Having just spent two months in India it was great to pick up a current interpretation of where this country finds itself in 2007. Shashi Tharoor is a well-respected writer on the international scene and he balances his love of his own country with some pretty sharp judgements and analysis on where it could, and should, do better by its people.
Tharoor’s life experience (he was the youngest undersecretary general of the UN when appointed), exposure to the cultures of other countries (he currently lives in the US) and ability to see India as an outsider as well as a native, provide this book with a wealth of anecdotal stories and a depth of context. Tharoor also provides counterpoints to his arguments by quoting letters of outrage and frustration from Raj-Singh-average at articles he has written in the past. One amusing example is where he received a massive feminist backlash after writing a piece bemoaning the death of the sari.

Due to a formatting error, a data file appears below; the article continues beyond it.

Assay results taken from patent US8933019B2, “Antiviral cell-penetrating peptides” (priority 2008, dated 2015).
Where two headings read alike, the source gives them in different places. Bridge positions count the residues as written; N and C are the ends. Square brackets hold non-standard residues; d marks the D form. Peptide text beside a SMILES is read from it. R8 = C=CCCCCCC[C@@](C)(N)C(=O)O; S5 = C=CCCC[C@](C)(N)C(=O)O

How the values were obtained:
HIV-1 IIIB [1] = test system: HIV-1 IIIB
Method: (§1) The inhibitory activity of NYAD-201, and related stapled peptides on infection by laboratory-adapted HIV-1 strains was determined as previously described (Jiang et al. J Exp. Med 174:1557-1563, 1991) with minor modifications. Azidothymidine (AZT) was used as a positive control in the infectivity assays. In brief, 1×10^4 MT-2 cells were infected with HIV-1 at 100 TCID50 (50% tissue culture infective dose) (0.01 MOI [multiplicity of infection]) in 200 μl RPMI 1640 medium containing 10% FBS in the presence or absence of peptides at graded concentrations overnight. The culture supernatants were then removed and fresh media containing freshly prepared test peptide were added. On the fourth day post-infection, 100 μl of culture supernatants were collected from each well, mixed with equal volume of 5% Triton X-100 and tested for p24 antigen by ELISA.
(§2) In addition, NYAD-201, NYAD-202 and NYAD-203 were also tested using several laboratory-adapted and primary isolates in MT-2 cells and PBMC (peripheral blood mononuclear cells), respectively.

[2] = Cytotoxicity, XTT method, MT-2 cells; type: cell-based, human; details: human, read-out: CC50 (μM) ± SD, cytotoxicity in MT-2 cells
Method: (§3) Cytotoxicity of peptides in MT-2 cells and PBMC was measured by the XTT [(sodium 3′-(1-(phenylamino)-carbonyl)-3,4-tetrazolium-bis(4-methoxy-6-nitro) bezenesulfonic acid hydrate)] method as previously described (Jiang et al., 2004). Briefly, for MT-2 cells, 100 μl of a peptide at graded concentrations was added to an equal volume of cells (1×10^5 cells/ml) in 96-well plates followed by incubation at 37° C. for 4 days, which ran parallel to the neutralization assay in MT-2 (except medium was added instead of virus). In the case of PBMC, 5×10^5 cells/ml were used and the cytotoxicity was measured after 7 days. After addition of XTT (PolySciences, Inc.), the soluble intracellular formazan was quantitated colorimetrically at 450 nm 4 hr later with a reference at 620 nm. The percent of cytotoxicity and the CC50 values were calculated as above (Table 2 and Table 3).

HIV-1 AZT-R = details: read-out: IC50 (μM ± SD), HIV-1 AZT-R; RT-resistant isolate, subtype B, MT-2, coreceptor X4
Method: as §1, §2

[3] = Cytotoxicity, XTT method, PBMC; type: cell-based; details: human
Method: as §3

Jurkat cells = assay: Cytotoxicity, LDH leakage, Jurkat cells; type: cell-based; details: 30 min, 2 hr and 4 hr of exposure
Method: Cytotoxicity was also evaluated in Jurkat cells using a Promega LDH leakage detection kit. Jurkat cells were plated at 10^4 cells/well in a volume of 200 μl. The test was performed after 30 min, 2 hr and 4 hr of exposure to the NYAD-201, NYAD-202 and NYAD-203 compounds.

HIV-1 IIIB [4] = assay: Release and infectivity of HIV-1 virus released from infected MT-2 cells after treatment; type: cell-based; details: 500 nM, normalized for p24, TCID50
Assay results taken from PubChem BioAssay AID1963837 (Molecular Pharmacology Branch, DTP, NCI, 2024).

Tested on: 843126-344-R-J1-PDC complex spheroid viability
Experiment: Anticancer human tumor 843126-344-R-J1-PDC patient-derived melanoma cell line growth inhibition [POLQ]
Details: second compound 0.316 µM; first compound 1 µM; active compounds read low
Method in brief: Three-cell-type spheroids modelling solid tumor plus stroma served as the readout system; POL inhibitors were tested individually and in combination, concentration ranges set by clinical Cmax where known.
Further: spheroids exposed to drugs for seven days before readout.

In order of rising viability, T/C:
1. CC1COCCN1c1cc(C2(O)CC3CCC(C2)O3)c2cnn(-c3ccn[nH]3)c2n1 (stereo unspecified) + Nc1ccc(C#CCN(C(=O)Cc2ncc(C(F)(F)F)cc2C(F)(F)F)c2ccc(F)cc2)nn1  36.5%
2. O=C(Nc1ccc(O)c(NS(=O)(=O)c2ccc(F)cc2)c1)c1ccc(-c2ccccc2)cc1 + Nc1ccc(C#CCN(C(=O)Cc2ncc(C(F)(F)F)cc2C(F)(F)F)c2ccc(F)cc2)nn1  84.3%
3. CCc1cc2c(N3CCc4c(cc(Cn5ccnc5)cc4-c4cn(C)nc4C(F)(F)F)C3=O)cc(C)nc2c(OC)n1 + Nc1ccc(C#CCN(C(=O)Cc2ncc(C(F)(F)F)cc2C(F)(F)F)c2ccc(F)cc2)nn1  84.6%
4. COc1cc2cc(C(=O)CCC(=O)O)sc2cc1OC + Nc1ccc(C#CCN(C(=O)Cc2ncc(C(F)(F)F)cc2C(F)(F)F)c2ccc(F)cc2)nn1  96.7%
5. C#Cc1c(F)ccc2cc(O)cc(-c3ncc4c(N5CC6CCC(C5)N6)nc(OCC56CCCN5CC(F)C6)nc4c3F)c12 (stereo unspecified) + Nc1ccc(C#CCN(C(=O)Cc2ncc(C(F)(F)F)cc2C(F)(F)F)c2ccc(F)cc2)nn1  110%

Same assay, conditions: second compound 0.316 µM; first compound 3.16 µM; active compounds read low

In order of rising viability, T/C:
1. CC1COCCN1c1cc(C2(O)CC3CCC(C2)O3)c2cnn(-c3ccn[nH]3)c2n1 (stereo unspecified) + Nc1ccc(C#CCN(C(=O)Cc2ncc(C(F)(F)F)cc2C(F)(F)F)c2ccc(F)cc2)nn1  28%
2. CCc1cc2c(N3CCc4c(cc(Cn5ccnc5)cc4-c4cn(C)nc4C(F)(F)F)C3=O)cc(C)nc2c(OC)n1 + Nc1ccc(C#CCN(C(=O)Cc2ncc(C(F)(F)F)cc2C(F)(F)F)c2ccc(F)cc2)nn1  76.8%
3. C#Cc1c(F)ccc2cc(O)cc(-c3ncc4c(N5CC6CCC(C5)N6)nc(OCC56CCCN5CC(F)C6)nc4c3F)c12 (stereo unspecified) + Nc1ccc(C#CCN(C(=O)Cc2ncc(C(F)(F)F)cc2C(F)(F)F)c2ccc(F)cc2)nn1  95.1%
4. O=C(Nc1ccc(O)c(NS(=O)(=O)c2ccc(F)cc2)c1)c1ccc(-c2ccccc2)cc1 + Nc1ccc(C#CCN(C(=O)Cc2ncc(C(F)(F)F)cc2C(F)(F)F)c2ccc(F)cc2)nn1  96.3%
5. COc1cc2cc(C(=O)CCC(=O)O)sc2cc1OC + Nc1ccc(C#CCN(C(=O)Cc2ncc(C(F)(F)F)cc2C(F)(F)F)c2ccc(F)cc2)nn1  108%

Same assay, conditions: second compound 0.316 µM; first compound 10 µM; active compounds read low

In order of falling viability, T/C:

This book is divided into thematic sections such as Ideas of Indianness, Indians at Work and Play, Experiences of, and the Transformation of, the Indian way of life. There is also a biographical section where Tharoor devotes a chapter each to fourteen Indians who made a significant contribution to forming India into the country he admires today and makes for much more personal and conducive reading than some of the dry historical coverage available in some of the travel guides I read for my trip research.
It is possible to dip into this book at random, and chapter titles alone (India, Jones, and the Temple of Dhoom, The Spy Who Came in From the Heat, Cops and Jobbers, Salad Daze) show the author has a sense of fun. The only bad thing I can say about this book is that it was too heavy to drag around the country with me and I had to wait for my return to finish reading it.
For anyone who wants to get know this emerging super power on a personal and more friendly level, this book is the best choice amongst the current offerings.